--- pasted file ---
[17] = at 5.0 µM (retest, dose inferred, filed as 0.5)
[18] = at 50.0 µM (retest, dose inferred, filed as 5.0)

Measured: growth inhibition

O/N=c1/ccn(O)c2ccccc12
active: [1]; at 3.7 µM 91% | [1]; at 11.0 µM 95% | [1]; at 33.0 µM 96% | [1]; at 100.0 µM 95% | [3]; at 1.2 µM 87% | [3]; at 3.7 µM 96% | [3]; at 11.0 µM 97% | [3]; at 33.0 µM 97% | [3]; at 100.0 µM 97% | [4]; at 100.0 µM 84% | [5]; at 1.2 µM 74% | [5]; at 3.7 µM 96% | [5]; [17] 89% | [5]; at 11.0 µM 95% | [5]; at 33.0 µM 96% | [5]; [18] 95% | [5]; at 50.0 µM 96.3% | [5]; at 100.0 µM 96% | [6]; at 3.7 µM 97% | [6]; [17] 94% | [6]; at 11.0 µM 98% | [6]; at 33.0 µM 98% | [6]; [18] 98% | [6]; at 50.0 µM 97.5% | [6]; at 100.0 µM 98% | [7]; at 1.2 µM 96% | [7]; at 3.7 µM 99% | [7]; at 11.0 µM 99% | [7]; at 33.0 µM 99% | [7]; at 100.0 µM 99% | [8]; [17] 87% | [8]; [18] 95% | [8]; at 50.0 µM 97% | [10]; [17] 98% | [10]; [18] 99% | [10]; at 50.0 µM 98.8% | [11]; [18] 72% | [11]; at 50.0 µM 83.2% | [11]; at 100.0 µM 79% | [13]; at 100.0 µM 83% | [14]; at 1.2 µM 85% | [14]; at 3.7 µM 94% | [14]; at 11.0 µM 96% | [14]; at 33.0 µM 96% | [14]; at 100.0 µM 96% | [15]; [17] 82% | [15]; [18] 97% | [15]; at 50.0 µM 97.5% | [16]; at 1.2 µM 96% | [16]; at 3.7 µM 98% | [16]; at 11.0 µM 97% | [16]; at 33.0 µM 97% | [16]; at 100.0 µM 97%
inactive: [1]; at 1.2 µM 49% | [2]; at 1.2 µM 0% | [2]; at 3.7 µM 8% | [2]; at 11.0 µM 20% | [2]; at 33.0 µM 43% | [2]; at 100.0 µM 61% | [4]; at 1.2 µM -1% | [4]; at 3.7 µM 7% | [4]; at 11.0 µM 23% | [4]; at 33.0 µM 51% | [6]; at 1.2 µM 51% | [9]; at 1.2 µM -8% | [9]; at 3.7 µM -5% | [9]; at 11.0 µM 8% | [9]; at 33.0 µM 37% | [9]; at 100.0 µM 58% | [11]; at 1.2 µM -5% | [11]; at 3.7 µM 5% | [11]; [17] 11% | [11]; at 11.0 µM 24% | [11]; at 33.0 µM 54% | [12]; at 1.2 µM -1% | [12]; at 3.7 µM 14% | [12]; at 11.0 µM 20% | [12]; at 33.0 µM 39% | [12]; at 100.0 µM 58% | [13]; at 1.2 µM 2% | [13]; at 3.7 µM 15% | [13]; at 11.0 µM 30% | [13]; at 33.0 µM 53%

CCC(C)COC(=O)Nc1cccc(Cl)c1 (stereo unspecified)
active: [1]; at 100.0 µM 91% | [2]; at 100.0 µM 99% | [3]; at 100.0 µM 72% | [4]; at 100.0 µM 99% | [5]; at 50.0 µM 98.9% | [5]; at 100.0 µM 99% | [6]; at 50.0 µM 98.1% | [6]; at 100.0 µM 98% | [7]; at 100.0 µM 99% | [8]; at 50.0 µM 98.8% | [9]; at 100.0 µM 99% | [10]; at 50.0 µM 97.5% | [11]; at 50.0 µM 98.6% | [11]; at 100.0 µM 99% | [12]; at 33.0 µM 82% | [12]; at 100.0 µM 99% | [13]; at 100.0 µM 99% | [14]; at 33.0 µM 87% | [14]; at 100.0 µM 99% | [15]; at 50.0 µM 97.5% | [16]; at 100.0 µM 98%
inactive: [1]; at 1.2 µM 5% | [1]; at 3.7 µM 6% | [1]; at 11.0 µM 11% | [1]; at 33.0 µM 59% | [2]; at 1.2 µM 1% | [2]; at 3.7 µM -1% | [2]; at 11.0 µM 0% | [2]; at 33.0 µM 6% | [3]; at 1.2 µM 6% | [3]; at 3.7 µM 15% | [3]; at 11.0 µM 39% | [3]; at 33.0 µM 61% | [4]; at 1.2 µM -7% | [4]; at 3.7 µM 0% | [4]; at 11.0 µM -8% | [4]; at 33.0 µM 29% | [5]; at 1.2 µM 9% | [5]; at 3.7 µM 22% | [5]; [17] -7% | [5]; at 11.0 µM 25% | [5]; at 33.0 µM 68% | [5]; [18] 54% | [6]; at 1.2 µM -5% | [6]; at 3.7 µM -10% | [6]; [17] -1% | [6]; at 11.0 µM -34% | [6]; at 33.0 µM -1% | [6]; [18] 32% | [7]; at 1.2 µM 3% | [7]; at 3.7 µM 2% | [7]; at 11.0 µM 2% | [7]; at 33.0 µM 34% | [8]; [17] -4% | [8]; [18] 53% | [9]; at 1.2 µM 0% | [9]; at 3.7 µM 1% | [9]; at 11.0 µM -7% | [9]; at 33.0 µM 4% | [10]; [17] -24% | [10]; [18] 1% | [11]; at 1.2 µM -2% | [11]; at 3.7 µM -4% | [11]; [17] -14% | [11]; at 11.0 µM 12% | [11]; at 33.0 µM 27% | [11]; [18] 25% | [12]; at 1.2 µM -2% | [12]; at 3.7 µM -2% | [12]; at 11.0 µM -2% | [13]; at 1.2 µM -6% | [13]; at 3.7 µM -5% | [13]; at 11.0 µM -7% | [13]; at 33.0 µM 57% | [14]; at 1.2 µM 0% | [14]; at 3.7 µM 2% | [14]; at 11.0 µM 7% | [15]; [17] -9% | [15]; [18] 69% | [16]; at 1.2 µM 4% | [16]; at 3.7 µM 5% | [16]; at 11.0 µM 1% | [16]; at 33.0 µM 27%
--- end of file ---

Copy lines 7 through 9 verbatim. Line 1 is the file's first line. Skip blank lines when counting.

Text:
CCC(C)COC(=O)Nc1cccc(Cl)c1 (stereo unspecified)
active: [1]; at 100.0 µM 91% | [2]; at 100.0 µM 99% | [3]; at 100.0 µM 72% | [4]; at 100.0 µM 99% | [5]; at 50.0 µM 98.9% | [5]; at 100.0 µM 99% | [6]; at 50.0 µM 98.1% | [6]; at 100.0 µM 98% | [7]; at 100.0 µM 99% | [8]; at 50.0 µM 98.8% | [9]; at 100.0 µM 99% | [10]; at 50.0 µM 97.5% | [11]; at 50.0 µM 98.6% | [11]; at 100.0 µM 99% | [12]; at 33.0 µM 82% | [12]; at 100.0 µM 99% | [13]; at 100.0 µM 99% | [14]; at 33.0 µM 87% | [14]; at 100.0 µM 99% | [15]; at 50.0 µM 97.5% | [16]; at 100.0 µM 98%
inactive: [1]; at 1.2 µM 5% | [1]; at 3.7 µM 6% | [1]; at 11.0 µM 11% | [1]; at 33.0 µM 59% | [2]; at 1.2 µM 1% | [2]; at 3.7 µM -1% | [2]; at 11.0 µM 0% | [2]; at 33.0 µM 6% | [3]; at 1.2 µM 6% | [3]; at 3.7 µM 15% | [3]; at 11.0 µM 39% | [3]; at 33.0 µM 61% | [4]; at 1.2 µM -7% | [4]; at 3.7 µM 0% | [4]; at 11.0 µM -8% | [4]; at 33.0 µM 29% | [5]; at 1.2 µM 9% | [5]; at 3.7 µM 22% | [5]; [17] -7% | [5]; at 11.0 µM 25% | [5]; at 33.0 µM 68% | [5]; [18] 54% | [6]; at 1.2 µM -5% | [6]; at 3.7 µM -10% | [6]; [17] -1% | [6]; at 11.0 µM -34% | [6]; at 33.0 µM -1% | [6]; [18] 32% | [7]; at 1.2 µM 3% | [7]; at 3.7 µM 2% | [7]; at 11.0 µM 2% | [7]; at 33.0 µM 34% | [8]; [17] -4% | [8]; [18] 53% | [9]; at 1.2 µM 0% | [9]; at 3.7 µM 1% | [9]; at 11.0 µM -7% | [9]; at 33.0 µM 4% | [10]; [17] -24% | [10]; [18] 1% | [11]; at 1.2 µM -2% | [11]; at 3.7 µM -4% | [11]; [17] -14% | [11]; at 11.0 µM 12% | [11]; at 33.0 µM 27% | [11]; [18] 25% | [12]; at 1.2 µM -2% | [12]; at 3.7 µM -2% | [12]; at 11.0 µM -2% | [13]; at 1.2 µM -6% | [13]; at 3.7 µM -5% | [13]; at 11.0 µM -7% | [13]; at 33.0 µM 57% | [14]; at 1.2 µM 0% | [14]; at 3.7 µM 2% | [14]; at 11.0 µM 7% | [15]; [17] -9% | [15]; [18] 69% | [16]; at 1.2 µM 4% | [16]; at 3.7 µM 5% | [16]; at 11.0 µM 1% | [16]; at 33.0 µM 27%